Let me be clear that there exists controversy over parameters for judicial review of adherance to the CRA. My colleague Ryan Radia pointed out to me that the court held (Montanans For Multiple Use v. Barbouletos) the CRA’s own language precludes courts from invalidating an agency rule based on any allegation of noncompliance with CRA itself. This may not be definitive, but rather something that must be further litigated. For example, can a rule be invalidated if it arguably had not formally become a rule at all via presentation? That is, while it is a rule as defined by the CRA, had it “taken effect” to even need a court’s invalidation? I feel there are questions here.
Nor is it evident to me how the letter from GAO affirming the CFPB guidance as a rule is what started the 60-day clock for Congress. I’m no parliamentarian, but there is nothing definitive in the law that I can see.
Even a loss for my point of view would be “good” in a sense, because it would demonstrate that the administrative state is even more out of control that many thought, and might perhaps (finally) spur some form of comprehensive liberalization, and a reaffirmation of the separation of powers.
Put it this way: when rules or guidance are properly presented, and Congress elects to issue or to not issue a Resolution of Disapproval, that is straightforward.
But now Congress is taking a major step in contemplating RODs as the only tool of relief in circumstances in which a rule was never presented at all (and may therefore not actually qualify as a rule-in-effect). If Congress is implying validity of in-reality-illegitimate rules and guidance (and, OK, rolling back a few), that is a victory for the administrative state, I fear, not a victory for foundational rule of law.
If it becomes the standard interpretation that unreported guidance (and rules) are inherently valid despite the CRA reporting requirements, we know that not much (invalid) legacy guidance will be eliminated, whatever the enthusiasm over the CFPB case.
How do we know? There ware hundreds of eligible Obama “midnight rules” that could have been eliminated under the CRA, but only 14 were eliminated (as unprecedented as that was). Further, it is notable that Congress hasn’t even eliminated new guidance under CRA procedures yet. There is solely this one reach-back on a years-old directive. Finally, there has been no appetite for going after “unreported” notice-and-comment rules, the existence of which rose to prominence before attention turned to guidance.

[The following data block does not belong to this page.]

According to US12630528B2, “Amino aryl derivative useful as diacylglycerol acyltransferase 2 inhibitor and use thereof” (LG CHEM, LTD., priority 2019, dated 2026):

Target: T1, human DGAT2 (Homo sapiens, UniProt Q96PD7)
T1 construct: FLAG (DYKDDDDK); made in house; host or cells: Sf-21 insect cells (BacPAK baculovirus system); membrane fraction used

Congress is going about addressing this issue backward. Rather than more letters to GAO asking if one particular agency action is a “rule” (we know they all are), what we need instead is a GAO catalog of guidance documents in effect that were submitted to Congress and GAO as required. Anything not on the list would not have been properly submitted.
I think it would be a short list, and a House Committee on Oversight and Government Reform report called Shining Light on Regulatory Dark Matter seems to affirm that: “Of the more than 13,000 guidance documents [since 2008] identified for the Committee, only 189 were submitted to Congress and the Government Accountability Office (GAO) in accordance with the CRA.”
If many rules and potentially regulatory (in effect if not law) directives are technically invalid, yet citizens bow to them anyway, the administrative state itself is invalid. This borders on a serious crisis of constitutional governance.
You see the trouble. Congress’s relinquishment of its genuine authority, its failure to steadfastly maintain its constitutional lawmaking power, is precisely how the administrative state achieves the permanence that may be inadvertently cemented further now. Tweaks and non-fundamental one-off pushbacks in the face of massive passive-aggressive agency power grabs mean a growing state.
While I appreciate the rollback of the CFPB guidance, there is arguably no need to repeal such directives, they may be simply invalid. If so, the approach being taken risks legitimizing the entire remaining body of illegitimate rules against which no action is being taken, nor likely ever will be taken.